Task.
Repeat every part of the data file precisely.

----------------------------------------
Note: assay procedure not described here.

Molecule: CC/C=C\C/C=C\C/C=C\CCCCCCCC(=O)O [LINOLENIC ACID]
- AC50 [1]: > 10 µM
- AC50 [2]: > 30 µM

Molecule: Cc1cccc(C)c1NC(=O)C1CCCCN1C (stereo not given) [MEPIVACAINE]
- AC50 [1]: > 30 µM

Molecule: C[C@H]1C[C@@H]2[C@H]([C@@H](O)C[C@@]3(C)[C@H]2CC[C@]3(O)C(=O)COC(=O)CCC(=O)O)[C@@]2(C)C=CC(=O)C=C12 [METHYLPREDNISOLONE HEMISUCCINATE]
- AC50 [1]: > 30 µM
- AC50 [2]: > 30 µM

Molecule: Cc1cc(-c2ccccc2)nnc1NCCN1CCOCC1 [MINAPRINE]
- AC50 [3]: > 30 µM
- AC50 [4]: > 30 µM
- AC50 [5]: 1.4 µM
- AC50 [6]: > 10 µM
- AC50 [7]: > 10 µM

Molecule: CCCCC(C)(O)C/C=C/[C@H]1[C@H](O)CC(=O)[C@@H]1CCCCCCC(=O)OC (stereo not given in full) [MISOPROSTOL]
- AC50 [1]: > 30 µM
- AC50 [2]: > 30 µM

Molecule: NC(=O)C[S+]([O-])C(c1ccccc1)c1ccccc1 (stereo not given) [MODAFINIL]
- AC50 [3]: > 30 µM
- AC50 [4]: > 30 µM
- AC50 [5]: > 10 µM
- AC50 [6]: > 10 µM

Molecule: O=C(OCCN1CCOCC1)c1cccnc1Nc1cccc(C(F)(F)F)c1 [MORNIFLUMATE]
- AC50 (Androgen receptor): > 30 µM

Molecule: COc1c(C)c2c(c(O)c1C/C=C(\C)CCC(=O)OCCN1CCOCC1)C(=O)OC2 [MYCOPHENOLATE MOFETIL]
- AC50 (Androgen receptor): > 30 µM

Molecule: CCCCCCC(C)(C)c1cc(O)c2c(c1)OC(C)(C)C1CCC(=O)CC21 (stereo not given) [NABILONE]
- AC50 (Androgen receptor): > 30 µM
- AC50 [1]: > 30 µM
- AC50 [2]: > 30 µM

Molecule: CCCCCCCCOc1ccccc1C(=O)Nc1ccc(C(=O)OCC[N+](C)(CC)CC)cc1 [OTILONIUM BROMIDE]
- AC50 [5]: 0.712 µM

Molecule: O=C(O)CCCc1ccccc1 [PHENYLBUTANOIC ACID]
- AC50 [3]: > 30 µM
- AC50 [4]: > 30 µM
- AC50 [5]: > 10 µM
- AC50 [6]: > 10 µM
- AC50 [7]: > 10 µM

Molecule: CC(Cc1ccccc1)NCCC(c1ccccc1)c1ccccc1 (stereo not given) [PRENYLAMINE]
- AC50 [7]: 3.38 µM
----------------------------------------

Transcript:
Note: assay procedure not described here.

Molecule: CC/C=C\C/C=C\C/C=C\CCCCCCCC(=O)O [LINOLENIC ACID]
- AC50 [1]: > 10 µM
- AC50 [2]: > 30 µM

Molecule: Cc1cccc(C)c1NC(=O)C1CCCCN1C (stereo not given) [MEPIVACAINE]
- AC50 [1]: > 30 µM

Molecule: C[C@H]1C[C@@H]2[C@H]([C@@H](O)C[C@@]3(C)[C@H]2CC[C@]3(O)C(=O)COC(=O)CCC(=O)O)[C@@]2(C)C=CC(=O)C=C12 [METHYLPREDNISOLONE HEMISUCCINATE]
- AC50 [1]: > 30 µM
- AC50 [2]: > 30 µM

Molecule: Cc1cc(-c2ccccc2)nnc1NCCN1CCOCC1 [MINAPRINE]
- AC50 [3]: > 30 µM
- AC50 [4]: > 30 µM
- AC50 [5]: 1.4 µM
- AC50 [6]: > 10 µM
- AC50 [7]: > 10 µM

Molecule: CCCCC(C)(O)C/C=C/[C@H]1[C@H](O)CC(=O)[C@@H]1CCCCCCC(=O)OC (stereo not given in full) [MISOPROSTOL]
- AC50 [1]: > 30 µM
- AC50 [2]: > 30 µM

Molecule: NC(=O)C[S+]([O-])C(c1ccccc1)c1ccccc1 (stereo not given) [MODAFINIL]
- AC50 [3]: > 30 µM
- AC50 [4]: > 30 µM
- AC50 [5]: > 10 µM
- AC50 [6]: > 10 µM

Molecule: O=C(OCCN1CCOCC1)c1cccnc1Nc1cccc(C(F)(F)F)c1 [MORNIFLUMATE]
- AC50 (Androgen receptor): > 30 µM

Molecule: COc1c(C)c2c(c(O)c1C/C=C(\C)CCC(=O)OCCN1CCOCC1)C(=O)OC2 [MYCOPHENOLATE MOFETIL]
- AC50 (Androgen receptor): > 30 µM

Molecule: CCCCCCC(C)(C)c1cc(O)c2c(c1)OC(C)(C)C1CCC(=O)CC21 (stereo not given) [NABILONE]
- AC50 (Androgen receptor): > 30 µM
- AC50 [1]: > 30 µM
- AC50 [2]: > 30 µM

Molecule: CCCCCCCCOc1ccccc1C(=O)Nc1ccc(C(=O)OCC[N+](C)(CC)CC)cc1 [OTILONIUM BROMIDE]
- AC50 [5]: 0.712 µM

Molecule: O=C(O)CCCc1ccccc1 [PHENYLBUTANOIC ACID]
- AC50 [3]: > 30 µM
- AC50 [4]: > 30 µM
- AC50 [5]: > 10 µM
- AC50 [6]: > 10 µM
- AC50 [7]: > 10 µM

Molecule: CC(Cc1ccccc1)NCCC(c1ccccc1)c1ccccc1 (stereo not given) [PRENYLAMINE]
- AC50 [7]: 3.38 µM